BROOKINGS – The Brookings County Sheriff’s Office will buy new cameras for their cruisers and new body cameras, completely replacing older ones they currently have.
Brookings County Sheriff Marty Stanwick said it could take about $50,000 to buy eight camera systems that would better link the cameras in officers’ cars with the ones they wear on themselves.
Work as a law enforcement officer can be tough on equipment, and according to county IT specialist Shawn Plowman, “I’ve replaced every camera in every vehicle at least once due to hardware failure, software failures, something going wrong with them. It’s been an ongoing issue.”
Both the in-car cameras and the body cameras are 5 years old, and the warranties on both types have expired.
The issues they have with the cameras are serious, even if they have found some work-around solutions to hold the department over until replacements are purchased. Some of the in-car cameras aren’t automatically turned on when they’re supposed to, which is whenever the red lights come on. If the officer catches it, he can manually turn the camera on.
The GPS systems in those cameras are also hit and miss these days. The GPS feature helps officers mark where different things happened. That way, if in the course of a pursuit something is thrown from the pursued vehicle, officers can go back and try to find it using the location given from the GPS’s log.
For the body cameras, the battery packs are wearing out and don’t hold their charges well.
Another ongoing issue faced with the existing setup is the storage and transfer of videos, which is apparently a tricky matter.
It requires two different ways to store data, depending on which camera is used. As he looks for new cameras, Stanwick hopes to purchase a system that’s standardized so they can use the same storage method for all footage, regardless if it came from a car camera or a body camera. That would help streamline the process.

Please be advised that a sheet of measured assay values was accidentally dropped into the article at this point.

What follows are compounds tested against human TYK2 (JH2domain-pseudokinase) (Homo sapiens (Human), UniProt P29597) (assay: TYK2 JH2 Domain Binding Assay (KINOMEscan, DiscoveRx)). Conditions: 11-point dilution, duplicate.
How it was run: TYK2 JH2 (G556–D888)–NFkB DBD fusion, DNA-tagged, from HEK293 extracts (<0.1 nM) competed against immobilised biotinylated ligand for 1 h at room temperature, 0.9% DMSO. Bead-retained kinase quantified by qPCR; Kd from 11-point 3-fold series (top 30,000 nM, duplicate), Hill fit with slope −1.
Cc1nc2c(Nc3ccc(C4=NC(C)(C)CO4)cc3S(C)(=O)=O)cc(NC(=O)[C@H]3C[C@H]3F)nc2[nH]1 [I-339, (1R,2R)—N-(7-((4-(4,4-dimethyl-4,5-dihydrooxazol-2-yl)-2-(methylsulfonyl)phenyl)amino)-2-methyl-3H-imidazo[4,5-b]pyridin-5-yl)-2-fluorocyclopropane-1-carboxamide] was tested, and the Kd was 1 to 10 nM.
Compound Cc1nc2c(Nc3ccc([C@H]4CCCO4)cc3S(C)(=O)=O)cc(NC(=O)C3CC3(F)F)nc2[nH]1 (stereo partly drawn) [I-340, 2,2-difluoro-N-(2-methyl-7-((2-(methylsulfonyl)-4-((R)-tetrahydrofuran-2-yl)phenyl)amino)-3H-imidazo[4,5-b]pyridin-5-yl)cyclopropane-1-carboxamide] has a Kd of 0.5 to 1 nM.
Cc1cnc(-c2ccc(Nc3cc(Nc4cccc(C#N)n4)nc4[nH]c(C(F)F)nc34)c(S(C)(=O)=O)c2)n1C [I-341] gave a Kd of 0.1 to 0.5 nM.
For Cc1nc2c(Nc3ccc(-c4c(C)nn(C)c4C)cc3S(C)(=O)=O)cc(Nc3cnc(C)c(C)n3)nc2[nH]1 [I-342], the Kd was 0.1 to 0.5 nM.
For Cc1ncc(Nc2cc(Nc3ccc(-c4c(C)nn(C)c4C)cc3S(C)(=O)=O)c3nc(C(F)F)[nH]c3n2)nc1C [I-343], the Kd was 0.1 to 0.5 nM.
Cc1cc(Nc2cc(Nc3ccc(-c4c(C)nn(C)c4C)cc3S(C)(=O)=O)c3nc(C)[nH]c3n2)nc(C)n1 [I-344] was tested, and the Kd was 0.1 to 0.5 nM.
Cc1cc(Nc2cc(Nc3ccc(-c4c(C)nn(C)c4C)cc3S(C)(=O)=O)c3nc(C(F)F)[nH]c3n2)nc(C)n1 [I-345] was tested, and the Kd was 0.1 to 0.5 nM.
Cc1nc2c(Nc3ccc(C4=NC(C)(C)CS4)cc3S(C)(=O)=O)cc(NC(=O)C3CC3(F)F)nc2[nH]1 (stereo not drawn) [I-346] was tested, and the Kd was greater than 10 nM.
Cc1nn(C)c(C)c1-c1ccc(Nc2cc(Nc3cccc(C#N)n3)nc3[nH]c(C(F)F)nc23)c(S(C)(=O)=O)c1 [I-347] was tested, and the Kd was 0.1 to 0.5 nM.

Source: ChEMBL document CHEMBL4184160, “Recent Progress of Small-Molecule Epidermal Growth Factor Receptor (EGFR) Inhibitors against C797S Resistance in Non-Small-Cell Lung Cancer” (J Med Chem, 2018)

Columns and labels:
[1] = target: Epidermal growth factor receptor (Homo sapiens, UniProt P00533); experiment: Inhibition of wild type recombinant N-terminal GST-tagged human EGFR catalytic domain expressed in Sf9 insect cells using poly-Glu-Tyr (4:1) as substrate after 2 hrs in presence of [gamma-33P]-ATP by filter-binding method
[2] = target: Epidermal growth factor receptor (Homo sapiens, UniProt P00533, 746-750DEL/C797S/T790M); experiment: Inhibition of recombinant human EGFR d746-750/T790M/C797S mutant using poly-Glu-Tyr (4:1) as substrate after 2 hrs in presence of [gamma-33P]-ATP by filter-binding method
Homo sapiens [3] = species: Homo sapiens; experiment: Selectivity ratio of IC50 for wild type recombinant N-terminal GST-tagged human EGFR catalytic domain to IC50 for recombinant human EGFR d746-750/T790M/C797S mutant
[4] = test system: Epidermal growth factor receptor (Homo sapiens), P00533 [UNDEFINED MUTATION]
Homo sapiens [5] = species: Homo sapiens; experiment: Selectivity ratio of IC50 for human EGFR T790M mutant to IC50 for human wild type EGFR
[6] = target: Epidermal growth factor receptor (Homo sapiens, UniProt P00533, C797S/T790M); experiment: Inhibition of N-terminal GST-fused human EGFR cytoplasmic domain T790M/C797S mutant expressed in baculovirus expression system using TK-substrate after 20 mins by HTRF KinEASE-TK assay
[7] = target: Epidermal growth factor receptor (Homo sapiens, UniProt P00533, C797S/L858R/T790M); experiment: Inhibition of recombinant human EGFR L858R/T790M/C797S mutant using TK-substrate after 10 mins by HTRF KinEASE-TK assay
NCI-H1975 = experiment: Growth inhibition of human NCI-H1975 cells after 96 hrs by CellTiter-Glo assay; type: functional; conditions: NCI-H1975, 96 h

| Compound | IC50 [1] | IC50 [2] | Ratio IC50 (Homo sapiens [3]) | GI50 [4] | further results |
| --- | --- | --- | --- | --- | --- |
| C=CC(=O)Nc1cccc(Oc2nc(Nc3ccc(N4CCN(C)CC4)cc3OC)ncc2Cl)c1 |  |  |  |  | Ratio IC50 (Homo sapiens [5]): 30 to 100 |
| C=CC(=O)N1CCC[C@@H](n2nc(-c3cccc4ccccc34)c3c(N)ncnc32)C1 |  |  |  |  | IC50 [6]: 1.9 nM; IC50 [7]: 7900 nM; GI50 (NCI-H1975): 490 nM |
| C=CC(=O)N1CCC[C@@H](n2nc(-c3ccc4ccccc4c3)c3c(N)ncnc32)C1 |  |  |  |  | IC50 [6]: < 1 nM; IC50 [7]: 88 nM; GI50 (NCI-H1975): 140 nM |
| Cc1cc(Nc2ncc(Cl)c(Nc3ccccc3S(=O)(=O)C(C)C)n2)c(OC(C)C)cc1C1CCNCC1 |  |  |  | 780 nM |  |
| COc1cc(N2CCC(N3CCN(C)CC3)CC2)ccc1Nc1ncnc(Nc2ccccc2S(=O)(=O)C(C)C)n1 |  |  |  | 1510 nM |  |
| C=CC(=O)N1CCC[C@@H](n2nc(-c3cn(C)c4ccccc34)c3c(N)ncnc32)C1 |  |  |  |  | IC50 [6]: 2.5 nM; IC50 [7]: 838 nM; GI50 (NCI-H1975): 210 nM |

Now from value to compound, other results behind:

“That is going to save us on storing the evidence so that we don’t have to have two separate ways to store evidence,” Stanwick said.
Brookings County Commissioner Lee Ann Pierce added that such a change could also benefit the court system when it relies on such videos.
“We don’t have a system right now that flows throughout our whole system smoothly because everybody has a different piece of the computer stuff – your office, the state’s attorney’s office and the defense attorney’s office. State’s attorney’s office is still mailing the videos out to people, and I’d like us when we start looking at buying a new program that we get a new program where those can be sent by email or another digital means as opposed to what we’re doing so that we’re a little more efficient than that.”
Since the cameras are all out of warranty, every time something needs to be fixed or replaced, it costs the sheriff’s office money.
Previously, all cameras bought by the department were paid for through grant money, Stanwick said. The new cameras will be paid for in his department’s 2018-2019 budget.
Contact Eric Sandbulte at [email protected]